We really enjoyed our drive around the Ring, although I can't imagine doing it during a busy tourist season. We were able to stop and see most things, without having to fight through big crowds. We probably enjoyed the swing through Killarney Park the best, although that was probably the heaviest rains. Don't try and pack too much into the day you drive the ring, as it is nice to be able to take your time as your drive.
Given a choice between the two, I would definately recommend hitting the Dingle Peninsula over the Ring of Kerry, even ignoring the tour bus factor.
We got off here only to see the statue of Charlie Chaplin, who would visit the place regularly with his family, staying at the Butler Arms Hotel. Of course everybody wanted to have their picture taken with the famous actor so it lasted a long time before I could take this one. It's a life-size statue so they patted him on the back or embraced him but he didn't seem to mind.
Waterville is an interesting place, being situated on a narrow isthmus with Lough Currane on the east side of the town and Ballingskelligs Bay on its west side, with the Currane River connecting them. So you have everything you may wish for here: the sea, the lake and the mountains. It is also the birthplace of my wonderful Irish friend Katherine (Ekaterinburg). I am surprised that there is no plaque on the house where she was born, or is there?
More information about the statue in picture 2.
Our next short stop was near Cahersiveen where the Irish national hero Daniel O'Connell, was born in 1775. The house is a ruin but just across the river is a pleasant picnic site with the bust of the great 18th/19th century Irish political leader, who succeeded in his struggle for the right for Catholics to sit in the Parliament of Westminster, which won him the name of 'The Liberator' or 'The Emancipator'. O'Connell believed in peaceful means for gaining independence for Ireland. You can also visit Derrynane House, his former ancestral home and National Historic Park further south at Caherdaniel.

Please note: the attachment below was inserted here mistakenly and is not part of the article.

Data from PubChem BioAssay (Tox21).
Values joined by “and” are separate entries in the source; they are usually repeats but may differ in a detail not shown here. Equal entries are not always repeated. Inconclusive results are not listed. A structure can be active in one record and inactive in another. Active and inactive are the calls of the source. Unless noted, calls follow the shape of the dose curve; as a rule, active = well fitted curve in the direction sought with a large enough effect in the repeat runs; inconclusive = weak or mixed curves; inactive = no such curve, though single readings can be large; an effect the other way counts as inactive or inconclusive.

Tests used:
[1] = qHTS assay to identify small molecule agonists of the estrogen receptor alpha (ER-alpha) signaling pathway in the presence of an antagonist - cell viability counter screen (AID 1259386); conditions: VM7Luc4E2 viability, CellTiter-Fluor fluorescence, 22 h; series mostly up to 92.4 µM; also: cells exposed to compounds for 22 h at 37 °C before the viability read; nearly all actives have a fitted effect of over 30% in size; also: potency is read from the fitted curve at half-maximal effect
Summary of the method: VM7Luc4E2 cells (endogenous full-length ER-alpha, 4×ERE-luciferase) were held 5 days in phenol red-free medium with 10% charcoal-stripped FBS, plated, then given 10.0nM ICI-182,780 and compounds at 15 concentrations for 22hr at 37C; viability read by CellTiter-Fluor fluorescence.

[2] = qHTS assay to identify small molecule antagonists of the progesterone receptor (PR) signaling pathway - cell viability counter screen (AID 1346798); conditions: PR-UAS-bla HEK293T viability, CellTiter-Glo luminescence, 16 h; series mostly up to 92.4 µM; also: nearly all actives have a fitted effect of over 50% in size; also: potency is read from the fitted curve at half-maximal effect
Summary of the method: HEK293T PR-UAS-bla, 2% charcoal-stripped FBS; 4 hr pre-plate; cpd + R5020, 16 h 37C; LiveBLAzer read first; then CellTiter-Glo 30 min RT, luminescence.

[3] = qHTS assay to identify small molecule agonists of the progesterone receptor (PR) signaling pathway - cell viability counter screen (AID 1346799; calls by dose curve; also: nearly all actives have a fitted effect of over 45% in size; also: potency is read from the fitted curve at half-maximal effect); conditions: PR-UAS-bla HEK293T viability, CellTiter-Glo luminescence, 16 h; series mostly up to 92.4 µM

The picnic area where the monument stands is lovely and, if you have time, you can take a walk along the river or sit on the bench and have your packed lunch. Hope you don't meet the lady with the dogs, one of which picked on a man from our group and chased him, barking angrily.
Kerry Bog Village Museum recreates the life of villagers of the area around Glenbeigh in the early 19th century. Actually, it's a real village inhabited in the past by people whose names are known, complete with their tools, furniture and other possessions, including a rocking cot and an old po. You can visit the turf cutter's house, the forge, the stable dwelling and dairy house, Denny's hen house, the labourer's cottage and the finest of them all - the thatcher's dwelling. Read the leaflet you will get on buying your ticket and you will learn a lot about their lives and the objects in their cottages.
We only had twenty minutes for sightseeing there, not enough time to also have a cup of coffee at the Red Fox Inn just outside the village. On my way out, I managed to visit the village shop with some interesting souvenirs, well worth a look and not too expensive.
From Waterville we went on to Kenmare, which was to be our last stop for the day before going back to Cork. We drove along the coast most of the time, admiring the spacious sandy beaches and the rocky cliffs partly obscured by mist. It didn't rain much any longer so we could take pictures again, not too good in this weather but better than nothing. And the sea air was pure bliss to breathe. On the way we passed Sneem, the town that has twice won the title of the tidiest town in Ireland. It was nice and colourful like many Irish towns and so was Kenmare, but here the batteries in my camera gave up and I was only able to take one picture - of the Celtic cross outside the church. Altogether, I must say I did enjoy the trip in spite of the weather. But if I ever find myself in that area again I would definitely prefer to 'do' the Ring of Kerry in a car and see the sights we had missed.